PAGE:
Now, changing elements of the story is one thing, and can actually lead to improvements. (It doesn't in this case, but still.) Changing what makes the characters work is another. The Doctor - nyeargh, that's Dr. Who, probably Archibald Who or something - is not mysterious, nor sinister. Peter Cushing plays him as every loveable granddad archetype you can think of, rolled into one. I half expected him to pop Susan on his knee and open a bag of Werther's Originals. He is loveable to the point of being preposterous, and needless to say, he carries none of the unpredictability and irascibility that William Hartnell brought to the role. Ian is no longer a brave, outraged hero - he doesn't need to be, as their journey has been an honest mistake and not any kind of kidnapping. Roy Castle has fun in the role, but is purely there for comic relief, and spends all his time falling over and breaking things. His defining moment in the story, encouraging one of the peaceful Thals to stand up against the Daleks by threatening his beloved, is given instead to Dr. Who, which makes virtually no sense as the old man has been nothing but benevolent throughout the story.

Meanwhile Susan, eight years old now instead of a girl on the verge of womanhood, is precoscious to the point of rudeness, and her close relationship with her grandfather renders Barbara - who is now just the other granddaughter - completely pointless. Barbara does nothing of note in the whole film. Her only purpose is to be old enough to require a boyfriend, which makes way for Ian. But since all Ian does is muck up the Doctor's plans, there's barely any need for him either. The four of them make up a boring, undramatic unit, and the story neglects to tell us anything useful about any of them, so we never get to know them. We're flying through time and space long before ten minutes of the film - credits and all - have elapsed, so there isn't time.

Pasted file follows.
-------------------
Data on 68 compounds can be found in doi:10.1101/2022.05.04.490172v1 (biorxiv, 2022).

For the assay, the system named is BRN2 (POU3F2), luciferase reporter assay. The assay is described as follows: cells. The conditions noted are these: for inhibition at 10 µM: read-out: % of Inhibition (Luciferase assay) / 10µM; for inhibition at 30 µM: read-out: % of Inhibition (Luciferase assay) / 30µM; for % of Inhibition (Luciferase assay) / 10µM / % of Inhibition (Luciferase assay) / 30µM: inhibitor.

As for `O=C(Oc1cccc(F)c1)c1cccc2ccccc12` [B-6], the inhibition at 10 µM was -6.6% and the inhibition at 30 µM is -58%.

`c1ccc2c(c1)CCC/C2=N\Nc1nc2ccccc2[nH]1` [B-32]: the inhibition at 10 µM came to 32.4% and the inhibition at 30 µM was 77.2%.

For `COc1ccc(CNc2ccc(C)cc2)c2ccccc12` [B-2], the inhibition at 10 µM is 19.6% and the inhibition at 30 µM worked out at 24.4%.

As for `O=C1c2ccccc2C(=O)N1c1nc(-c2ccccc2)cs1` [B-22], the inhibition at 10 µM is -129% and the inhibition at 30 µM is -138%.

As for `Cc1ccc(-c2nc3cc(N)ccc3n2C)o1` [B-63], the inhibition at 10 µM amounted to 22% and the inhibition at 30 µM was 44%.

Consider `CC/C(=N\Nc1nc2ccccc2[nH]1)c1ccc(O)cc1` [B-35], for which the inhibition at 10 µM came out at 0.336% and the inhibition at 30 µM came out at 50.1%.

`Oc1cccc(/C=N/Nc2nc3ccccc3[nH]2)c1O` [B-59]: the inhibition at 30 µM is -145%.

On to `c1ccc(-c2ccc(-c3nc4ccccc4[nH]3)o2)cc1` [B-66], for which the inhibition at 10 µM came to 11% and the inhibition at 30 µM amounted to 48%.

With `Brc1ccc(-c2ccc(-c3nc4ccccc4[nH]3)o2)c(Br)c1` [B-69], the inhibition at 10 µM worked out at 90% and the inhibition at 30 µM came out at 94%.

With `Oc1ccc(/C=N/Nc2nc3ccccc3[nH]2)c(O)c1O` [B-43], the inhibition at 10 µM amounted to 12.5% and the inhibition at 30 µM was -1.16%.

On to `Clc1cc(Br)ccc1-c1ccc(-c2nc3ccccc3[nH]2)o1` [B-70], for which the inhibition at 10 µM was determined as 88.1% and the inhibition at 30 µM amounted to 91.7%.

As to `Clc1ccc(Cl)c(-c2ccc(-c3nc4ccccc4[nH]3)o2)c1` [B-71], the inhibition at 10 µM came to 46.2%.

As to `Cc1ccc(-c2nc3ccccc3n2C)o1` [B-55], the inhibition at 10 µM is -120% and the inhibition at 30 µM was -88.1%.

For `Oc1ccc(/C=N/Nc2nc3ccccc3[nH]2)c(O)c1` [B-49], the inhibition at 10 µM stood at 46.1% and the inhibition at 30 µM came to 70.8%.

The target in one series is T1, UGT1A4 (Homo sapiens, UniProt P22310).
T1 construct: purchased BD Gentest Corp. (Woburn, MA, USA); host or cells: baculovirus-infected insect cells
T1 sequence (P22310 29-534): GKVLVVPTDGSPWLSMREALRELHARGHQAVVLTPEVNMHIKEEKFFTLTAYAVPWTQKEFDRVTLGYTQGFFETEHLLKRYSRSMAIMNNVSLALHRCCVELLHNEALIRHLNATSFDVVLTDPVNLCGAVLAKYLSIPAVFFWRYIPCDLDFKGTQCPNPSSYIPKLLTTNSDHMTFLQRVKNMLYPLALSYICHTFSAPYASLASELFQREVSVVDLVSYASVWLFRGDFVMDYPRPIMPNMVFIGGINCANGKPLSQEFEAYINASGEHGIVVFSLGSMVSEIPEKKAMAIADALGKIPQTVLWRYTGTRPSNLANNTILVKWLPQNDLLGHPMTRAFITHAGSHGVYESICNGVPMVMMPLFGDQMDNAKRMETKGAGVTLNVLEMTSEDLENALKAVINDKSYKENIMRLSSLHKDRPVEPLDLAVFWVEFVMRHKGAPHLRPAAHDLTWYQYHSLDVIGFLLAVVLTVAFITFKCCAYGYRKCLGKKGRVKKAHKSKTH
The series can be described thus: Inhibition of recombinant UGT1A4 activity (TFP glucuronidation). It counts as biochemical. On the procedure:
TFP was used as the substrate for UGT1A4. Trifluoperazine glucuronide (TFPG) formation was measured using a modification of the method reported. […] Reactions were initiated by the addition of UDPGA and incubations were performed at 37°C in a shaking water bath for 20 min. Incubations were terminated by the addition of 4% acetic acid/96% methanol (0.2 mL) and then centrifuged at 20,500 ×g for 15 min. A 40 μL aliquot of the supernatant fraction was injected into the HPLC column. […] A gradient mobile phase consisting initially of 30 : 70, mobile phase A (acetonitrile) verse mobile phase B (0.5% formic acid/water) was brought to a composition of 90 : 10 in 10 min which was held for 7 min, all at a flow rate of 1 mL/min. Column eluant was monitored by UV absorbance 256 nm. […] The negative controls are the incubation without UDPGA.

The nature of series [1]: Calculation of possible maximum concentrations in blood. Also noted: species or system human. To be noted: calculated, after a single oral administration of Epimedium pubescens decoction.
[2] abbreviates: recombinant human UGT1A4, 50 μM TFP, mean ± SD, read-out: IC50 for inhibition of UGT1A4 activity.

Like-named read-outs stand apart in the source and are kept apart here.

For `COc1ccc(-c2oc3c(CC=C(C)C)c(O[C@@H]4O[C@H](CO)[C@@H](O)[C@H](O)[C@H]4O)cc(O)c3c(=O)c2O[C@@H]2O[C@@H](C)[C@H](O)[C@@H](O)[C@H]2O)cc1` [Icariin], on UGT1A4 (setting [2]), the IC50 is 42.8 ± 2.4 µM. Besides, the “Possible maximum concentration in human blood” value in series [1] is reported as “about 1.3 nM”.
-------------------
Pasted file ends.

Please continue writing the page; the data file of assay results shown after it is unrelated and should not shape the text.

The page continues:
But while the thin characters have trouble opening up, the Daleks barely stop talking. This is not only boring - Daleks talking to other Daleks was often a point of tedium in the series, and it's no different here - but clumsy. The frequently terrifying creatures are reduced to openly discussing the plot, dropping great info-dump bombs about what they're doing and why, purely for the benefit of the viewing audience. They also reveal things that ought to be kept a secret from our four heroes, and do bizarre things like feed their prisoners and allow them to keep medical supplies when we know they want them for themselves. At least they look great, colourful and just as sinister as they were on the small screen, but the dumb script does them very few favours.

Terry Nation's original storyline peeks through the mess, and it's still very strong, even if it has been mangled by screenwriter Milton Subutsky. A world stricken by nuclear fallout must have seemed a terrifying setting for a movie back in the mid-'60s, and it is well-realised. The music is catchy, and although the time period does invade to a certain degree - why, in the name of all that's logical, do the Daleks possess lava lamps? - it's in places a welcome change from the black-and-white pictures Doctor Who fans were used to.